You are sitting on the floor. A cloche-covered plate is placed in front of you. Then, just like the scene in Indiana Jones where they reveal a soup full of eyeballs, the cloche is lifted presenting you with half an octopus on a plate.
This was my experience. And, for a person with a phobia of cephalopods, there’s nothing more horrifying than finding yourself face-to-plate with octopus brain. So welcome to the reality of Japan’s gastronomic world, where even jellyfish is edible. I have made a list of 5 of the strangest foods I encountered that I think you should experience for yourself.
This gray, spotted potato jelly is made from the konjac tuber. It also goes by the enticing names: devil’s tongue or voodoo lily. It’s referred to as “the broom for the stomach” due to its high fibre content.
Why you’ll love it: its low calorie count makes it an excellent diet food.
4. Horuman aka pig intestines
Horuman is of those ‘delicacies’ that will suddenly appear in front of you. It’s white and tough, and grilling it doesn’t improve it.
Why you’ll love it: eating this will bring great joy to your Japanese hosts––always a good thing.
3. Tako sashimi
Octopus sashimi is a favourite that’s presented in such a way that you are quite aware of what you’re eating––tentacles, suckers and all. You will get to chew your way through white, rubbery flesh with surprisingly little taste.
Why you’ll love it: you won’t. But it’ll make for a fantastic story. Just smile and chew.
You’ve just been told you’re about to eat a special and traditional food, only when it arrives it looks and smells like a troll sneezed on some beans that were lovingly cultivated in a dirty sock. Can you do it? This is as awful as it gets. Natto is made from soybeans fermented with bacteria that comes with a multi-syllabic name and a long family history. It is gooey and smelly and awful.
Why you’ll love it: if you keep it down you will gain bragging rights and lots of respect.
1. Kit Kats
This does not get the label of ‘horrifying’ but it makes the list purely for the awe factor. Japan is renowned for their experimentation (remember that this is the country that thinks squid ink is a great flavour for lemonade), and you will spend ages discovering the weird and wonderful. Start off with strawberry or cookies and work your way up to wasabi or soy sauce. In three years I tasted over 40 different flavours*.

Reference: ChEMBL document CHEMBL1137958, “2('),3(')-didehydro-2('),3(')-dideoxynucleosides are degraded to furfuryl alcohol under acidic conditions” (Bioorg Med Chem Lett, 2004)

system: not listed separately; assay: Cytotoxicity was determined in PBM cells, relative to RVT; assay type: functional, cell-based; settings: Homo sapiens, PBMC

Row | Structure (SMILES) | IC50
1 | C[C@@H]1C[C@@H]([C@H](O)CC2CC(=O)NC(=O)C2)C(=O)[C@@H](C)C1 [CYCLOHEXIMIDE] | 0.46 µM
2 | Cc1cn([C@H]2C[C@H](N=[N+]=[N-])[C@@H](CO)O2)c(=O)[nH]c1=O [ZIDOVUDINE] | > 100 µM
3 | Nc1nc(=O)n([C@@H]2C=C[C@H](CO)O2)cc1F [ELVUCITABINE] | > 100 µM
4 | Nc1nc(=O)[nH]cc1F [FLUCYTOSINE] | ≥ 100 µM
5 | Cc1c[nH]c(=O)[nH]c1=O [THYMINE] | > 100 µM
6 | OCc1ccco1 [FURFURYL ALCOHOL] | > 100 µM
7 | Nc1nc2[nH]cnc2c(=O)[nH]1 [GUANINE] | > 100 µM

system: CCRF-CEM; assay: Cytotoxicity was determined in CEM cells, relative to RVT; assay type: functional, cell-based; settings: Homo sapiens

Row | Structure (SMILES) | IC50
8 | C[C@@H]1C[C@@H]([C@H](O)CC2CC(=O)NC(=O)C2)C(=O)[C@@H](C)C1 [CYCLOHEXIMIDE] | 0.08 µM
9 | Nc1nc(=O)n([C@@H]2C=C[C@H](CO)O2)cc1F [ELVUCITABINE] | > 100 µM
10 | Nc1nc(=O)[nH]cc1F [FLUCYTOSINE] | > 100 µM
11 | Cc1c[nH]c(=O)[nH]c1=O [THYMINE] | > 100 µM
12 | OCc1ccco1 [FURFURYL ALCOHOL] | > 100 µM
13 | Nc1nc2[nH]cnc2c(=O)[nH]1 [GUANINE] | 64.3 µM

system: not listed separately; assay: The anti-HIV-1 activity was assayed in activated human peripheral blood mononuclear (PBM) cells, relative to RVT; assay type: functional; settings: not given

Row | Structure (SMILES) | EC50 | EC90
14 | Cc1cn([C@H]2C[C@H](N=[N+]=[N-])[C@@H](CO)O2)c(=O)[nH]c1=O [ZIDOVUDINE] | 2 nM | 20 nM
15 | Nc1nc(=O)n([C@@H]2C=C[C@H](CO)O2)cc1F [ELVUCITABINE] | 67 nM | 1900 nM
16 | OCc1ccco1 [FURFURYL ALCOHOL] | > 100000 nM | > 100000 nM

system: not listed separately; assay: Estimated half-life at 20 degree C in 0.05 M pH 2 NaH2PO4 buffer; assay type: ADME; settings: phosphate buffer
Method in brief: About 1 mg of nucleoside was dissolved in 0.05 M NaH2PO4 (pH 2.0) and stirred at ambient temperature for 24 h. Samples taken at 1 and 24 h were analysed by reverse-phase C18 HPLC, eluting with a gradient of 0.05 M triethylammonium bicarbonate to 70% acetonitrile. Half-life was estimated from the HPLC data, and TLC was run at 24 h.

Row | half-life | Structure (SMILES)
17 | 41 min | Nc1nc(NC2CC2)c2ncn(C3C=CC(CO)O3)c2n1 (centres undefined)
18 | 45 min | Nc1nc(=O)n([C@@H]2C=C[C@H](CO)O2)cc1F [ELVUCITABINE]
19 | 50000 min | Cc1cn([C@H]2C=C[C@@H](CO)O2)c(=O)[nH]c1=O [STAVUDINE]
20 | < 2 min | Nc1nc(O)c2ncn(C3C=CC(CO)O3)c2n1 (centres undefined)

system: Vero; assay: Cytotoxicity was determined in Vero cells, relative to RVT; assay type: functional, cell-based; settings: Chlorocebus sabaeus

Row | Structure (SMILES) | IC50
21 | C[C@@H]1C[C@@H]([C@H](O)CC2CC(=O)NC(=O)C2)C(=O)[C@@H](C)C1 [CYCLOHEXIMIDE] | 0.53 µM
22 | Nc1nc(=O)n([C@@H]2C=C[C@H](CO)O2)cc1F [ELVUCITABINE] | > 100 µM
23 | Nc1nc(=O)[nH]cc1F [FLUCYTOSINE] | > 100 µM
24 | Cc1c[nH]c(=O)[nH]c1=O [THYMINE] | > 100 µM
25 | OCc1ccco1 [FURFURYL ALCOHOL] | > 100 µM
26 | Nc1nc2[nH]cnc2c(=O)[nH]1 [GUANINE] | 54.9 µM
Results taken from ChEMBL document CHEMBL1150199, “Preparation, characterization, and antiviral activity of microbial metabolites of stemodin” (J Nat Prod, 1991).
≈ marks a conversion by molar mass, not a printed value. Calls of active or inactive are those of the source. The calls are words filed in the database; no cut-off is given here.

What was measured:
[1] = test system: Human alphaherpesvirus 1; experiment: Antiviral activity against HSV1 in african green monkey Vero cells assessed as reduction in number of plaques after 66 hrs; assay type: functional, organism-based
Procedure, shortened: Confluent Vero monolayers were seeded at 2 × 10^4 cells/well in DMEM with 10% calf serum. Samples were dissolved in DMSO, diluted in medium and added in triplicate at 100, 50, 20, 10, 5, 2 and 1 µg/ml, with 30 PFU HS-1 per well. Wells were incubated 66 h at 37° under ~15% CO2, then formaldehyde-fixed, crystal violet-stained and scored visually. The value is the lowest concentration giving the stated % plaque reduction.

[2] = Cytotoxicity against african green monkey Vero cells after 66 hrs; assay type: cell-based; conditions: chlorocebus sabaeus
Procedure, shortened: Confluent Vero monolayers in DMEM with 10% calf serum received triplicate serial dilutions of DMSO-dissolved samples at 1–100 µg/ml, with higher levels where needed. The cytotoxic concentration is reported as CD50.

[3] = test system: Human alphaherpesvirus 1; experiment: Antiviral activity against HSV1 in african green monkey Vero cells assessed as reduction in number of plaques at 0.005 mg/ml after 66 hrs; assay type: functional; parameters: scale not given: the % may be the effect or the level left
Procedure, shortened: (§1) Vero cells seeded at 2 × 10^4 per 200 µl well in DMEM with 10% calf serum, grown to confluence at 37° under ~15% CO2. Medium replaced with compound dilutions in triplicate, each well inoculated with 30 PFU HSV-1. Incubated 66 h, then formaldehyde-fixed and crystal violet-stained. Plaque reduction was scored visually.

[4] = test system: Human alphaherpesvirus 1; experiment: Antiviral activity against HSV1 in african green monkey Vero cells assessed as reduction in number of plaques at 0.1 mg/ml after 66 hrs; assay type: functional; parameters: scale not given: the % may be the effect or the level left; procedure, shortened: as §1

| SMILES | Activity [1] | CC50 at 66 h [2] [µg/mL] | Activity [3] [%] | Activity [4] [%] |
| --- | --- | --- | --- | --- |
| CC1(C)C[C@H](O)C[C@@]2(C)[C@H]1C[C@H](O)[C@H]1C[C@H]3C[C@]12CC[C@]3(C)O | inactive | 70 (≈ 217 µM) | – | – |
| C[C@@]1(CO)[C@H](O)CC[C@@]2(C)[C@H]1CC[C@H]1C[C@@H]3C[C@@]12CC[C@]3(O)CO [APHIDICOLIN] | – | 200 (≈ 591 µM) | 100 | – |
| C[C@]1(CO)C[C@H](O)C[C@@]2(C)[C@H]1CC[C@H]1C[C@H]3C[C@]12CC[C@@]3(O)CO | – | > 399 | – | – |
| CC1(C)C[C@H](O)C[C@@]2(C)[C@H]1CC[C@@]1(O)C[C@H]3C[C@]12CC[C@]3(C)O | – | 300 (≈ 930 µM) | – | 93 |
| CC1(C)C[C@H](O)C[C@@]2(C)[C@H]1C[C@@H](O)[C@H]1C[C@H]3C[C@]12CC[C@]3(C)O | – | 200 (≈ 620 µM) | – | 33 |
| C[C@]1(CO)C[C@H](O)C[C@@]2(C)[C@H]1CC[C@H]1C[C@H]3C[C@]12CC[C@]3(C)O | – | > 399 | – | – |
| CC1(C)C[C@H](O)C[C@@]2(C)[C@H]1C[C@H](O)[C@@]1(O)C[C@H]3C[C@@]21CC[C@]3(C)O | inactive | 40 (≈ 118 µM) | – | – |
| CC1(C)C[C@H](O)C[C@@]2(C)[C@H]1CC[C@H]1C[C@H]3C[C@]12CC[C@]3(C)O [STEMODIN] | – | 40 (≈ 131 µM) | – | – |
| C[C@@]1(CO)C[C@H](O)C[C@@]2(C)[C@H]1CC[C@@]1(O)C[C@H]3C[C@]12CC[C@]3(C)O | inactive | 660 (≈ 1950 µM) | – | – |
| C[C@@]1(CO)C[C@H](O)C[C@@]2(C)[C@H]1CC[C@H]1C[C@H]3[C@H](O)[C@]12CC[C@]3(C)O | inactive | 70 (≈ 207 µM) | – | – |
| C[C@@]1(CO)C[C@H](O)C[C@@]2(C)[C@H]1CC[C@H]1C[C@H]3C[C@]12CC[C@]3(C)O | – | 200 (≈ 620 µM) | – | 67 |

Why you’ll love it: Going on the hunt. Apparently cheese can be a flavour.
You won’t truly experience a country if you haven’t tried to go fully local––no matter how scary it can be. So I suggest you just go for it and try that chicken cartilage kebab. As my father always says, “Try it. You might just like it”.
*Other flavours include: spiced pumpkin, passion fruit, raspberry, caramel McFlurry, apple, apple and carrot, jasmine tea, inako ohagi (sticky rice and jam); ginger ale, milk coffee, green tea, raspberry and passion fruit, semi-sweet; cookies, vanilla cookies, Ramunade (Japanese style lemonade), mango pudding, orange, rose, royal milk tea, Calpis soda, caramel pudding, banana, citrus and chilli, purple sweet potato, citrus blend, strawberry cheesecake, melon, corn, sweet potato, kinako (soybean flour), Halloween salted caramel, sakura (cherry blossom), cayenne pepper, aloe, bitter-almond, blueberry, strawberry and cranberry, cola, lemonade, café ole, blueberry cheesecake and cheese. These are just the few that I found.